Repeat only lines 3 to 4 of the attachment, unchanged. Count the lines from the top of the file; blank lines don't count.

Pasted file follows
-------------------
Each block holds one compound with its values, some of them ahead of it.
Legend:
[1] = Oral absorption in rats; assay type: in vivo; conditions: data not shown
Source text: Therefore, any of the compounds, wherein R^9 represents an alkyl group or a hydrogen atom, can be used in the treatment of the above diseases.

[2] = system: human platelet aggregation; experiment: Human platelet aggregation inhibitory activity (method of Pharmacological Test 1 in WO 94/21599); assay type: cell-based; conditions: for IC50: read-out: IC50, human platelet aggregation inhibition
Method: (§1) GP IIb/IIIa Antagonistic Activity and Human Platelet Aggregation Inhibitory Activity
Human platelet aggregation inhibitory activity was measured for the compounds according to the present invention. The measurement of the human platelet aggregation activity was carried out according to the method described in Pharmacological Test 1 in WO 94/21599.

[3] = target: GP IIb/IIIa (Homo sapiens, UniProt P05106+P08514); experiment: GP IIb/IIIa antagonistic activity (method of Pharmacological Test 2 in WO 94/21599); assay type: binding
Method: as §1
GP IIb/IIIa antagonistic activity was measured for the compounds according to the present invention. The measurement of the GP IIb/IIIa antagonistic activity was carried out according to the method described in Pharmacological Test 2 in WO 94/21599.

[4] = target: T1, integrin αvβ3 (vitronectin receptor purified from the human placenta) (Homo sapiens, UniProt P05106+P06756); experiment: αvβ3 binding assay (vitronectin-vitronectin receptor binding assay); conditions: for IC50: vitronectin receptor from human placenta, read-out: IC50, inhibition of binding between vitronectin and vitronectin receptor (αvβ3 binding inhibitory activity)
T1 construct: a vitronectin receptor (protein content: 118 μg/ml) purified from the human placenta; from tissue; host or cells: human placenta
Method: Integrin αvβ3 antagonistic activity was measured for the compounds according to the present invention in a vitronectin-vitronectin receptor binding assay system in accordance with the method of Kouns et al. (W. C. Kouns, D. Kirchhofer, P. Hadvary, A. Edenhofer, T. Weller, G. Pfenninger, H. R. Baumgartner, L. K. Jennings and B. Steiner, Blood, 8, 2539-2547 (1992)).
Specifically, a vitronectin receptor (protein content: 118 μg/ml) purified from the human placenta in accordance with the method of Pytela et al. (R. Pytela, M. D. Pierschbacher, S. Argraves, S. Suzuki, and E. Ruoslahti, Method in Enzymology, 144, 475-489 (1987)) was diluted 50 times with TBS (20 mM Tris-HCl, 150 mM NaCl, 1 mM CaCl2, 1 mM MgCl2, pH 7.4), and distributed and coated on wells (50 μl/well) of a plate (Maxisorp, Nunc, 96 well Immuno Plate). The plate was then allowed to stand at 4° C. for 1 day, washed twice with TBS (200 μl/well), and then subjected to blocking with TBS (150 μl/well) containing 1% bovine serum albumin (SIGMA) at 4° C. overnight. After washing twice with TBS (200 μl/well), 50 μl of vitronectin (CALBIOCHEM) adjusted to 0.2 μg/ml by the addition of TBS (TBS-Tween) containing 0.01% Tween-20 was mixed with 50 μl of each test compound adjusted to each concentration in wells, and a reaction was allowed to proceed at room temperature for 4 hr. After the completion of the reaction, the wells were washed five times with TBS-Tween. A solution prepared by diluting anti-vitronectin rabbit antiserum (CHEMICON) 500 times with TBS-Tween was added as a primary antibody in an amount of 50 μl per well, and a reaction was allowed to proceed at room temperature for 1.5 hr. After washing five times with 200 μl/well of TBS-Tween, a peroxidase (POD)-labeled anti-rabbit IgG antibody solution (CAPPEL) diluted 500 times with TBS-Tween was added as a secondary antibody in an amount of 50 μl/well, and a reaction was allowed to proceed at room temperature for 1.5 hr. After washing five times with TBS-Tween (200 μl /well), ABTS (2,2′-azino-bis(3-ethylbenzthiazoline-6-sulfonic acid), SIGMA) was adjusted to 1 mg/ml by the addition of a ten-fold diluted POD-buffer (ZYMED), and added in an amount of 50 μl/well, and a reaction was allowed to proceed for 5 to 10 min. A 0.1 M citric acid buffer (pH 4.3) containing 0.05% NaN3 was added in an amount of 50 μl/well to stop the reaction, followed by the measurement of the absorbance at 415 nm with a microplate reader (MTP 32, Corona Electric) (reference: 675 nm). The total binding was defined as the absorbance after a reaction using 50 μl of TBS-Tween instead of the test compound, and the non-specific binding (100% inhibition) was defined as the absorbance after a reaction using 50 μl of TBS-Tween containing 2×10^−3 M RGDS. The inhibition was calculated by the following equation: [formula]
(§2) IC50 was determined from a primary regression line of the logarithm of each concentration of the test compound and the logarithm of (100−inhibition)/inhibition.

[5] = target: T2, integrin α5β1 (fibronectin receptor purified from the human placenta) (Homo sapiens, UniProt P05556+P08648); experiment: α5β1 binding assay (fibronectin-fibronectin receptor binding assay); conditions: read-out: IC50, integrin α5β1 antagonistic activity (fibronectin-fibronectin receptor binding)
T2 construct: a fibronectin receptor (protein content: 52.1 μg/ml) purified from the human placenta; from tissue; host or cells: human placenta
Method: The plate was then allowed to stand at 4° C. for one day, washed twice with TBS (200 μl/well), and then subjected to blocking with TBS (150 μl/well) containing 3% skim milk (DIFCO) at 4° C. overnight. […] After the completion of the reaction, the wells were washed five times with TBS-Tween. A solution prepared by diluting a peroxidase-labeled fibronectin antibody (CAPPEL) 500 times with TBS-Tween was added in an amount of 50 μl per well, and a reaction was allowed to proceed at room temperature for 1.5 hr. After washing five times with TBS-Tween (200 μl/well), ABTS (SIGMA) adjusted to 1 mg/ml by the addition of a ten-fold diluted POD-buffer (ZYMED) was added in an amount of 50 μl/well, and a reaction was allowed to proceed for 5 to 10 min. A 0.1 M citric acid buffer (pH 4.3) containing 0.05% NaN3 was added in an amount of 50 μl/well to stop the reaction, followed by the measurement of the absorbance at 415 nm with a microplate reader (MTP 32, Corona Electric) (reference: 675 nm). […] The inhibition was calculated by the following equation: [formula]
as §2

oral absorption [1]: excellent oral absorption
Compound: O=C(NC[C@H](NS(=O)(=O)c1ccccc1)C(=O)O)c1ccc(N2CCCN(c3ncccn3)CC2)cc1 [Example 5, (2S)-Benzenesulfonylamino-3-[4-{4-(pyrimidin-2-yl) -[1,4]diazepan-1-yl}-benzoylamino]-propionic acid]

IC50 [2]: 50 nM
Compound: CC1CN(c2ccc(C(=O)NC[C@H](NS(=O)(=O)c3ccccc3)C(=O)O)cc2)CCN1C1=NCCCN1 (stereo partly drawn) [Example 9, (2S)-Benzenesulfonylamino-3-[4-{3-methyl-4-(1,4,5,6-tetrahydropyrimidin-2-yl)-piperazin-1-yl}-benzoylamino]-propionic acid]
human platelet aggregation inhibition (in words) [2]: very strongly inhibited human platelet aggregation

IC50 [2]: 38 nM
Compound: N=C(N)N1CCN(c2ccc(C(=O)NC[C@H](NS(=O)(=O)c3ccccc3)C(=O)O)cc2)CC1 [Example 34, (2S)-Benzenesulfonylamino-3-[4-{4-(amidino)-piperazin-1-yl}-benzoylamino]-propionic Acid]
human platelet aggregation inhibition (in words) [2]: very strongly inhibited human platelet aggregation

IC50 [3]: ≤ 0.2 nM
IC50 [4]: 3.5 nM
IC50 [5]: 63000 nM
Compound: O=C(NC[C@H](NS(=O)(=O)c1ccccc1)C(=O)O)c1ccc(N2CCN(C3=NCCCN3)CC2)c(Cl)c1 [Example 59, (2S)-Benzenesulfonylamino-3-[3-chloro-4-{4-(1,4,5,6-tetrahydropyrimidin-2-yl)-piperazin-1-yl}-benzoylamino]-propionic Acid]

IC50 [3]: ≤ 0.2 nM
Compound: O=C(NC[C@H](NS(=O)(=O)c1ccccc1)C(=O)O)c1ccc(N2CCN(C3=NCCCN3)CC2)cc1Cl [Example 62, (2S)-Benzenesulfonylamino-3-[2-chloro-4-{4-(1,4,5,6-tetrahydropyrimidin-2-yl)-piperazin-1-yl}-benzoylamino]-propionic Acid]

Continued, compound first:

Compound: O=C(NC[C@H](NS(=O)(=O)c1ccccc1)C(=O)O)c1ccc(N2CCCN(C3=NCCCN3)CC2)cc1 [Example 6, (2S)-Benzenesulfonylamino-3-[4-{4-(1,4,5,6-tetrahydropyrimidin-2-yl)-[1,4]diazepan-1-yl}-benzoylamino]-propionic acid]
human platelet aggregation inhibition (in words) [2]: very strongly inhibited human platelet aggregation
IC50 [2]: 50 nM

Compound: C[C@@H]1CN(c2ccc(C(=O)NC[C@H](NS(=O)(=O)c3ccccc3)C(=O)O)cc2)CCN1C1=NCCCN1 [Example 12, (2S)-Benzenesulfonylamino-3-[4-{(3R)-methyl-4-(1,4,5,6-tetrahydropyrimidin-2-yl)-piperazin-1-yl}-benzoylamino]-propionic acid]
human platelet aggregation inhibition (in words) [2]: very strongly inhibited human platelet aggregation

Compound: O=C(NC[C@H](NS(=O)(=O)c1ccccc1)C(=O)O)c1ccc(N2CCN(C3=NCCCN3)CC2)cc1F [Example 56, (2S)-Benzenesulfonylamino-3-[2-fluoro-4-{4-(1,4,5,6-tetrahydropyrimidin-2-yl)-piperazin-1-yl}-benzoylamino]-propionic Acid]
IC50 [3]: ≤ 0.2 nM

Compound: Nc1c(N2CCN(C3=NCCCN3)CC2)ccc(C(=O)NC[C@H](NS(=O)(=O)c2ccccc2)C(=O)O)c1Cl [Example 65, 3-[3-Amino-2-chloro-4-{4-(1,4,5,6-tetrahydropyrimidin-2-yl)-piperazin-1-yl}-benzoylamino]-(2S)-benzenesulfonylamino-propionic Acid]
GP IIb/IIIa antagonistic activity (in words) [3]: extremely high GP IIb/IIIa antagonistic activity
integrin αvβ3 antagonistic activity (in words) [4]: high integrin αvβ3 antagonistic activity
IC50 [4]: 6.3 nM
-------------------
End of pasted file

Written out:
[1] = Oral absorption in rats; assay type: in vivo; conditions: data not shown
Source text: Therefore, any of the compounds, wherein R^9 represents an alkyl group or a hydrogen atom, can be used in the treatment of the above diseases.